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EVERETT M. DIRKSEN - TYPED LETTER SIGNED 04/05/1963 - HFSID 320009

The Senate Minority Leader declines an Independence Day event, but suggests Representative John Anderson as a "top flight" alternative. Typed Letter signed: "Everett M. Dirksen" as Minority Leader, 1 page, 7½x10½. No place (but presumably Washington, D. C.

Price: $200.00

Condition: Lightly creased, Lightly soiled, otherwise fine condition Add to watchlist:
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EVERETT M. DIRKSEN
The Senate Minority Leader declines an Independence Day event, but suggests Representative John Anderson as a "top flight" alternative.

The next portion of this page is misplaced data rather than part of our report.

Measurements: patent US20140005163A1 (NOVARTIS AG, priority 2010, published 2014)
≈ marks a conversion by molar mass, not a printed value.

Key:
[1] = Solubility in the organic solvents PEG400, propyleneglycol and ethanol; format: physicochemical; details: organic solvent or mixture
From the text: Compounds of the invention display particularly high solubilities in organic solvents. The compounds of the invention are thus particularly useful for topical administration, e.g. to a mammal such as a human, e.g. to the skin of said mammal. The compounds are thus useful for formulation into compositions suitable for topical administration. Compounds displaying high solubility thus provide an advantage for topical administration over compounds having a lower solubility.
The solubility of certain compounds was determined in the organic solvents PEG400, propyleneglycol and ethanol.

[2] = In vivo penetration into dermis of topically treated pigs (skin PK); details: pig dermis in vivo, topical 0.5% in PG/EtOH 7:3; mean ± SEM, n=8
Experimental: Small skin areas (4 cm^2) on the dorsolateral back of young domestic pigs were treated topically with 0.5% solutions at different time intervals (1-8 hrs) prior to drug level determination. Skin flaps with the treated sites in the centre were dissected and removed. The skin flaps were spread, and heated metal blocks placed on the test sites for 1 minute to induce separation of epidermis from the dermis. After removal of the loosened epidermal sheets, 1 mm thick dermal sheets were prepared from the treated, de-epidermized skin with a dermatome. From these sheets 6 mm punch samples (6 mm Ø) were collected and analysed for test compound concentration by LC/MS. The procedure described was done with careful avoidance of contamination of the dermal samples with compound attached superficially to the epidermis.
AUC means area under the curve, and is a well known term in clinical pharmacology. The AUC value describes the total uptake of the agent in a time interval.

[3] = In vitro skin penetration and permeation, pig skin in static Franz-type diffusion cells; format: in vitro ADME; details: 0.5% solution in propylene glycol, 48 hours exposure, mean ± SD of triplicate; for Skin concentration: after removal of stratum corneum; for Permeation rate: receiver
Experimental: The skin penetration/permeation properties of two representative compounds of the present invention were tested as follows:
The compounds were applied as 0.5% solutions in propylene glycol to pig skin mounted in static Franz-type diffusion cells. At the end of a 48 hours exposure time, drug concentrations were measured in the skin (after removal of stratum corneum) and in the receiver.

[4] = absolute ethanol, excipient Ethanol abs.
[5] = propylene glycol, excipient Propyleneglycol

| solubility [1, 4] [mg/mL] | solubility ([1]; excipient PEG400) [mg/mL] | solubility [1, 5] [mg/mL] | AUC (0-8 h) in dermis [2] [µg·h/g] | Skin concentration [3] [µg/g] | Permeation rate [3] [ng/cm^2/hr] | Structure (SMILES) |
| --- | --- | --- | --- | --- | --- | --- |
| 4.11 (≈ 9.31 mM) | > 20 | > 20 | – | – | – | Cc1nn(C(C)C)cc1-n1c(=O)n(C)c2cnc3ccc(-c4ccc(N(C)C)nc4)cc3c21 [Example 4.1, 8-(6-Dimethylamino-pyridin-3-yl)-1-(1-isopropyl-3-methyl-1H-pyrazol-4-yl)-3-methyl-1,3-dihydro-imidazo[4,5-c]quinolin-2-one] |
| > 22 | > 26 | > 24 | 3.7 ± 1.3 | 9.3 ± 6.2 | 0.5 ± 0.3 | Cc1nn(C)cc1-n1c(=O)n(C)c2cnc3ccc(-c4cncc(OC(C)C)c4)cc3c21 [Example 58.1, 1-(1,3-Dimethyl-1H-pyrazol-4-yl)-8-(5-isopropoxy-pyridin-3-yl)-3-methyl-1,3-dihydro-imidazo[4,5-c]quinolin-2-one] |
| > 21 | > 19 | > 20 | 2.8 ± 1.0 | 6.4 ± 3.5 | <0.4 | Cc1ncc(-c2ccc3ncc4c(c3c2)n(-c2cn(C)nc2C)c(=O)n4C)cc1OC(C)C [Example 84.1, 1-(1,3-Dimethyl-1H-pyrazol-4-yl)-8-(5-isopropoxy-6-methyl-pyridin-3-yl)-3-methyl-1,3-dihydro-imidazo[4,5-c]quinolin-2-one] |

Typed Letter signed: "Everett M. Dirksen" as Minority Leader, 1 page, 7½x10½. No place (but presumably Washington, D. C.), 1963 April 5. On his personal Senate letterhead to Clarence E. Sandstrom, Mount Morris, Illinois. In full: "I am appreciate [sic] your newsy letter concerning the efforts being made to secure an Independence Day speaker. I have also taken note concerning my possibilities for this date should the current plans fall through. I regret to advise that I have a number of commitments for this very date. However, when you mentioned John Anderson, he always gives a top flight address. Do keep in touch with me concerning the political situation in your area. With every good wish". Everett McKinley Dirksen (1896-1969) was U.S. Representative (1933-1949) and U.S. Senator (1951 until his death in 1969) from Illinois. He was the Republican Whip from 1957-1959 and Minority Leader from 1959-1969. As Minority Leader, Dirksen played a key role in the passage of the Voting Rights Act (1965) and the Fair Housing Act (1968). A fiscal conservative, he is also remembered for the quip, "A billion here, a billion there, and pretty soon we're talking about real money!" John B. Anderson, lauded in this letter, was a Republican US Representative from Illinois (1961-1981) and an independent candidate for President in 1980, drawing about 7% of the vote and pulling support equally from Jimmy Carter and Ronald Reagan. Normal mailing folds. Toned. Lightly soiled. Pencil note (unknown hand) on verso. Staple holes at top right corner. Corners lightly creased. Otherwise, fine condition.

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